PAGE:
This is an opinion piece.
What happened to “15 days to flatten the curve?” Remember that?
How quickly our optimism of beating the novel coronavirus faded as it spread rapidly across the country. The more we learned about it, the less we knew for sure how to handle it.
Early on in the pandemic, we thought if we just instituted major shut downs, stayed away from each other and washed our hands, the virus would go away somehow.
Those days came and went fast and turned into months of prolonged misery.
With cases in the U.S. approaching 6 million, can we all agree that the national response to the novel coronavirus was bungled? Mismanaged? The proverbial ball dropped?
But can we also agree that there was probably nothing we could have done differently to stop it?
Hindsight being what it is, we’ll probably learn there were many things we could have and should have done differently, if and when this is all over. But don’t think you know what those are now, because like everyone else, you’d be guessing.
Yet still many people think they could have done better were they in charge of the COVID-19 response.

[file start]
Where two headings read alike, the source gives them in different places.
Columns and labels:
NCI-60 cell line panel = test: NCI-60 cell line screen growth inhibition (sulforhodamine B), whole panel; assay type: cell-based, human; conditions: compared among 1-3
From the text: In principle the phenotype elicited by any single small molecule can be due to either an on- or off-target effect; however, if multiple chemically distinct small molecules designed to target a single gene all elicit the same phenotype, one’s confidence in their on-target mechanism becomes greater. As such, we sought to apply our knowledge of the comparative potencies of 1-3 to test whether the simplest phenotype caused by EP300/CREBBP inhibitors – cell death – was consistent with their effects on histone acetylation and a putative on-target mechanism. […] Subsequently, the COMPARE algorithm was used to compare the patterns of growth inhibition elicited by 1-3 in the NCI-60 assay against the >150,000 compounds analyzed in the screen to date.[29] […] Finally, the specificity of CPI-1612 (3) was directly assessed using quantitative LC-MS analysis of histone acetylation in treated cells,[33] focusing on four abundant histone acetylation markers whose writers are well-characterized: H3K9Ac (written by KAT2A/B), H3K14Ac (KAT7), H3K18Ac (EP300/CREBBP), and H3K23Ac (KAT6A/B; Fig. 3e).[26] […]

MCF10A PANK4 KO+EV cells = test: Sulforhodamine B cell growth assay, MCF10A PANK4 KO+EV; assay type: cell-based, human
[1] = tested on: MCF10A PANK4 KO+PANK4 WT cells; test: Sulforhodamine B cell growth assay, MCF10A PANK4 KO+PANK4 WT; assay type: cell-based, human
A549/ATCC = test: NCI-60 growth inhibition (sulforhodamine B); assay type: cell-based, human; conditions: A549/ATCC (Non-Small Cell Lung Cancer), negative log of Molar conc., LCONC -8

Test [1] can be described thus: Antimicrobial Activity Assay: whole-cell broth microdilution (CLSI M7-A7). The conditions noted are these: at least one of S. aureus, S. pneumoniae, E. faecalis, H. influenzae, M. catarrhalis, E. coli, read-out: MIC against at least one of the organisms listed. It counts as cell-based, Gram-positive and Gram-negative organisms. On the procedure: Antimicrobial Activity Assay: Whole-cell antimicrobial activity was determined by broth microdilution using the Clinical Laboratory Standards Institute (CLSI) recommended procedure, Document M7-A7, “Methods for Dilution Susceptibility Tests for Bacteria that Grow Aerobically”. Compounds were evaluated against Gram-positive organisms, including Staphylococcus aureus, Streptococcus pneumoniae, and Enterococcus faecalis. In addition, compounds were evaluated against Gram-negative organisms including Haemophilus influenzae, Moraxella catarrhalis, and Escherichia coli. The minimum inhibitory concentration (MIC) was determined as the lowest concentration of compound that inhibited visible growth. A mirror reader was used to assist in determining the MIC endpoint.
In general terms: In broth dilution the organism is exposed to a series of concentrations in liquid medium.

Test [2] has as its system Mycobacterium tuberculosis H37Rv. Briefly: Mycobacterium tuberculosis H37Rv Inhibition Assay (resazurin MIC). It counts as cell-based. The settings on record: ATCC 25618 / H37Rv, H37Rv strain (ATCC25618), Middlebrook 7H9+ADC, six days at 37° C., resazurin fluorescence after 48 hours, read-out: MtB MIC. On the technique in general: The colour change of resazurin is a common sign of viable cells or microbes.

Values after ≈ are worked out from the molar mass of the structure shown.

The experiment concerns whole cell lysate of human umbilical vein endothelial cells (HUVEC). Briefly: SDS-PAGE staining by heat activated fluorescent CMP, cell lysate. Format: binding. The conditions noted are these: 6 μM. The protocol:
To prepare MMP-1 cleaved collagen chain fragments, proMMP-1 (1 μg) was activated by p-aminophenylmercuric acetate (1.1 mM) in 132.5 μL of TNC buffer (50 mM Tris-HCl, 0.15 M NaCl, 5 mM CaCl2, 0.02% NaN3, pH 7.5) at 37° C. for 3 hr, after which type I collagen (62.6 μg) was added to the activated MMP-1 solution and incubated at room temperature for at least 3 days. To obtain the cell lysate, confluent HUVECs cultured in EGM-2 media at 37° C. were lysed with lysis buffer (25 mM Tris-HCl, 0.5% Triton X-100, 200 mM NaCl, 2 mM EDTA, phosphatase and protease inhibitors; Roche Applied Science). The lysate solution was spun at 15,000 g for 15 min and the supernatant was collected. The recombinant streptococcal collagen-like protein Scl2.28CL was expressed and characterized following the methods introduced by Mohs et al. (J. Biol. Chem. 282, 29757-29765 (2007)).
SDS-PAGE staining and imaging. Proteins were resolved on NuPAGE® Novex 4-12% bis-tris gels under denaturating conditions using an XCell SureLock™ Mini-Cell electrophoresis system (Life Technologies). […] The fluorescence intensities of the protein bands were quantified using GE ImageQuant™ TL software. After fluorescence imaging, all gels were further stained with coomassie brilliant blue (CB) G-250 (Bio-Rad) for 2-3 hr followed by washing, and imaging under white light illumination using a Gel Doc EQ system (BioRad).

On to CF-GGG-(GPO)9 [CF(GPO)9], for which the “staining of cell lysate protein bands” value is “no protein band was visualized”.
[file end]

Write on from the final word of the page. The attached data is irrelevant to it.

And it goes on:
They mention more, rapid testing as if they came up with the idea.
They point to countries like New Zealand or South Korea as prime examples of how good leadership can solve the pandemic, yet those countries are starting to see a resurgence of cases. Regardless, it would be next to impossible to make a one-to-one comparison with the U.S. due to the myriad unique and unknown variables.
Democratic presidential hopeful Joe Biden released his seven-point plan detailing how he’d handle the pandemic.
Oddly enough, they were things President Trump has already done, minus the absurd suggestion of implementing a nationwide mask mandate.
Then again, what difference would a federal mask order make to us in Alabama?
Apparently, Dr. Scott Harris and Gov. Kay Ivey reserve the right to extend the order indefinitely, but maybe Oct. 2 will satisfy them.
Here’s to 34 days to flatten the curve.
Daniel Taylor is the news editor for The Reporter. His email is firstname.lastname@example.org.